Big tummies in Little China

THERE are many great dim sum and yum cha restaurants in Perth, but I rank Little China Girl as one of the best.

It’s situated in a Roe Street building that used to be home to one of the city’s most popular chinese restaurants, Welcome Inn Tea House.

The team behind Little China Girl, which opened in 2018, are offspring of Welcome Inn’s original owner Master Chung, and they’re doing an incredible job at honouring his legacy with fresh, well-priced food and impeccable service.

The restaurant’s interior is exactly as you’d imagine a chinese restaurant to look – Scarlet and charcoal black furniture fill the dainty and cosy dining room downstairs, while large windows flood the upstairs area with natural light.

The restaurant makes great use of the space with just enough room for hurried staff to roll their dim sum trollies between tables.

It’s impossible not to over-order at yum cha and it didn’t take long for our table to be overflowing with steamed, deep-fried and barbecued delights.

Mushroom and truffle

There’s a dedicated vegetarian menu, and while I wouldn’t usually give a meat-free menu a second look, my wife Kylie and I couldn’t go past the mushroom and truffle oil dumplings ($8.50). 

The perfectly steamed dumplings were full of minced mushroom that packed more punch than an Ali uppercut. 

Its subtle truffle aroma made it one of the best dumplings I’ve ever had.

As far as meat dishes go, you could say we ordered an entire farm.

We wolfed down rich roasted duck with crispy skin ($12.80) in between mouthfuls of pork spare ribs ($6.50).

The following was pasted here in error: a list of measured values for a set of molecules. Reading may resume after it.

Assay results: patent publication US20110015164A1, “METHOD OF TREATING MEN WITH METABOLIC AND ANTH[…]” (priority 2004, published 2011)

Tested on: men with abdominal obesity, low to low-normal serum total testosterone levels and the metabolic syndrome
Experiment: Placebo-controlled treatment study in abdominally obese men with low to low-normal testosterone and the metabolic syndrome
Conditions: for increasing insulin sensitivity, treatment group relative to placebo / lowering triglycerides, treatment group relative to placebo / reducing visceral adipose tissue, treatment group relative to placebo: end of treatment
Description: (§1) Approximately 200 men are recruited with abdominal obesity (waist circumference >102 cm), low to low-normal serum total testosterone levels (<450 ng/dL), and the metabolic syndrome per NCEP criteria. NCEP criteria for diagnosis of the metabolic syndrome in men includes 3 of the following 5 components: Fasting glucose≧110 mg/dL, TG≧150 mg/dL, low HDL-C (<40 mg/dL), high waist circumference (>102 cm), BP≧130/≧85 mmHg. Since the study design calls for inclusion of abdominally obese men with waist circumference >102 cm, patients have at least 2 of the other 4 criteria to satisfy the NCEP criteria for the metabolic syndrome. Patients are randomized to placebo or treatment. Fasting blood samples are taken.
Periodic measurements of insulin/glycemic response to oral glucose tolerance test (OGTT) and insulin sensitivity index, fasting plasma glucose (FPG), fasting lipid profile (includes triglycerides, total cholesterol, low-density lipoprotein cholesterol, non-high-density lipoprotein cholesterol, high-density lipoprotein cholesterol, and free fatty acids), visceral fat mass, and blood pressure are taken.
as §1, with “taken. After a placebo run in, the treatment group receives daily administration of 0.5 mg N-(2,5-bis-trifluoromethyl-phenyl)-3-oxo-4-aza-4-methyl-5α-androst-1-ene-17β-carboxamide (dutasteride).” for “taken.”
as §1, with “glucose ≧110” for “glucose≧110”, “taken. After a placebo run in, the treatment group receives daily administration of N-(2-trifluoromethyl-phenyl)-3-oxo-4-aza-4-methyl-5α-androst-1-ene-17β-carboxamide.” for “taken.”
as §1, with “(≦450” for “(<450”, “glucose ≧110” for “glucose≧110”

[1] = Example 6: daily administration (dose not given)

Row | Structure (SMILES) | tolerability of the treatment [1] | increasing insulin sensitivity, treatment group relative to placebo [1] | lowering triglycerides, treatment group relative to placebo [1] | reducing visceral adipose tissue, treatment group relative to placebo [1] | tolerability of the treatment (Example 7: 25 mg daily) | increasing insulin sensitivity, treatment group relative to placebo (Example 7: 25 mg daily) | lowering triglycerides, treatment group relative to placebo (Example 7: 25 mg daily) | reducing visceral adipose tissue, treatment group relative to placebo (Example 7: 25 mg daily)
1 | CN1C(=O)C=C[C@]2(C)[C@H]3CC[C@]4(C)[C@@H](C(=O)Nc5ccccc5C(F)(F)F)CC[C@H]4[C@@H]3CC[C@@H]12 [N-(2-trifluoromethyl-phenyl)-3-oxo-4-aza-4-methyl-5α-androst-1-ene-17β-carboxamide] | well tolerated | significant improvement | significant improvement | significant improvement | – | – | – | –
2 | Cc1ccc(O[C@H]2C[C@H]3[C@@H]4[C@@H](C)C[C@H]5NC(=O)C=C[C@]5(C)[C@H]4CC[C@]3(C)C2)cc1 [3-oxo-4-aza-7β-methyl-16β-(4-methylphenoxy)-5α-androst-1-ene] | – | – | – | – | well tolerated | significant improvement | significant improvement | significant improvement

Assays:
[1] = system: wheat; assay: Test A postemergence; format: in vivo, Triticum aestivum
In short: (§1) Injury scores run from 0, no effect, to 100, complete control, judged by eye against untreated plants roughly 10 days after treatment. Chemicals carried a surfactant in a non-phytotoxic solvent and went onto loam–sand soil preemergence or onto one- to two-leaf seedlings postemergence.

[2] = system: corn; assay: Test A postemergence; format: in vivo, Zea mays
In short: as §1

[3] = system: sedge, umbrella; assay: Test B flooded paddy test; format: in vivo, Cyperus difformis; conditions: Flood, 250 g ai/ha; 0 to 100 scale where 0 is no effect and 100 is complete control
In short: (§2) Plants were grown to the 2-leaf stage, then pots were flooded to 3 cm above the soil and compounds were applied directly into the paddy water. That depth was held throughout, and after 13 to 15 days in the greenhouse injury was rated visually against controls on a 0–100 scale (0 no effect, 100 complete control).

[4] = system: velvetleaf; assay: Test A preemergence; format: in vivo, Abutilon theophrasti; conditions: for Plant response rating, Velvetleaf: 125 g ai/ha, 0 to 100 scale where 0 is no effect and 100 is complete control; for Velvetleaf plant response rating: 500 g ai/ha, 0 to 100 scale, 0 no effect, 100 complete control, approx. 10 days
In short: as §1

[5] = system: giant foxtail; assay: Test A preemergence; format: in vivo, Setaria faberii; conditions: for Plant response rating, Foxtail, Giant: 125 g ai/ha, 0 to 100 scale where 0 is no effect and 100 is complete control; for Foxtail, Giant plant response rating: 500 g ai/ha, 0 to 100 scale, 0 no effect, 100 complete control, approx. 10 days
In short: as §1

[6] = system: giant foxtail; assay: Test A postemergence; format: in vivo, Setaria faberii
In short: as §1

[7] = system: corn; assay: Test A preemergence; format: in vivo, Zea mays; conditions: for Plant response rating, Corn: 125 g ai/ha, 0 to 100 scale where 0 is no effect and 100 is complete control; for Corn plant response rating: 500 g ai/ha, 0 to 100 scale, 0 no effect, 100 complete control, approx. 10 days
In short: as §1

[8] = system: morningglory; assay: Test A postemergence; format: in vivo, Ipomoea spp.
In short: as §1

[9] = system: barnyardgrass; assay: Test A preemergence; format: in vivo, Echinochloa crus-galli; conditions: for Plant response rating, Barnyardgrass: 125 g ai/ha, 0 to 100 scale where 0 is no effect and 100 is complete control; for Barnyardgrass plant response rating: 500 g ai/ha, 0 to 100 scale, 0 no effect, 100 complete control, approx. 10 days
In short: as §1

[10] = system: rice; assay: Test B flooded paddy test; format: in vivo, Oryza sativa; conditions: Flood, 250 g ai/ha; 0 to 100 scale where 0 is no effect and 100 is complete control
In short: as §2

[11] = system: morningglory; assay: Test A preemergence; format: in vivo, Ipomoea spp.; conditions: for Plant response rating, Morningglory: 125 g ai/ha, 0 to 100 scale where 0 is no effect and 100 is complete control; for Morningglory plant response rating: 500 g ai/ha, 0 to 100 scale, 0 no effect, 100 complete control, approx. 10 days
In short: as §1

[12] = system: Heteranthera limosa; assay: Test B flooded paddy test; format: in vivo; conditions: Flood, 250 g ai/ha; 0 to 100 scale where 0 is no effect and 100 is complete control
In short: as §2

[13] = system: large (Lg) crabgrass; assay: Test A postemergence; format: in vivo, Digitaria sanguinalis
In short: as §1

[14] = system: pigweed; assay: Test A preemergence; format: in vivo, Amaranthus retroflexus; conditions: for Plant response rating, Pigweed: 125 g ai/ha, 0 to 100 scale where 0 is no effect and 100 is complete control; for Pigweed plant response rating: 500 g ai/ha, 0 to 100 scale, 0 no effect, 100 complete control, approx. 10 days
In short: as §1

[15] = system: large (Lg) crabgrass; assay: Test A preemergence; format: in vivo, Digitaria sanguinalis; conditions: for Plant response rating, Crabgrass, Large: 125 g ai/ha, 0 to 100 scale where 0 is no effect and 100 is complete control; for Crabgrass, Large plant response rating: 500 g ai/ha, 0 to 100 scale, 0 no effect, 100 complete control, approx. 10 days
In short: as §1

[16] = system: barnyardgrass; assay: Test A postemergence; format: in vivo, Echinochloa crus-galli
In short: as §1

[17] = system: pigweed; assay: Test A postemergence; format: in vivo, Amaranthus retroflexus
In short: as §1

The light, sesame-flavoured pork flesh was tender and fell off the bone easily. It wasn’t tough and full of gristle like steamed pork ribs can be sometimes.

We gutsed other animal-stuffed dumplings including the chiu chow chicken with peanuts ($5.70), fluffy BBQ pork buns ($5.70) and sweet pork bean curd rolls ($6.50), which are sometimes called tofu skin rolls with a mellow tofu-flavoured wrapper.

The most theatrical dish of the day was the baked salted egg yolk lava bun ($5.70) – a doughy bun that oozed runny yolk when you bit into it. Delicious stuff.


By this time our full stomachs were getting the better of us and we were slightly delirious from overeating.

“These wantons look like goldfish swimming in this broth,” Kylie said as she forced her way through her prawn wonton noodle soup. “Hello little fishies,” she said with a glazed look in her eyes.

It was time to get her home.

Almost two weeks later, Kylie and I still talk about Little China Girl and it won’t be long until we return.

By Matthew Eeles

Little China Girl
68 Roe Street, Northbridge
Phone 0414 694 121

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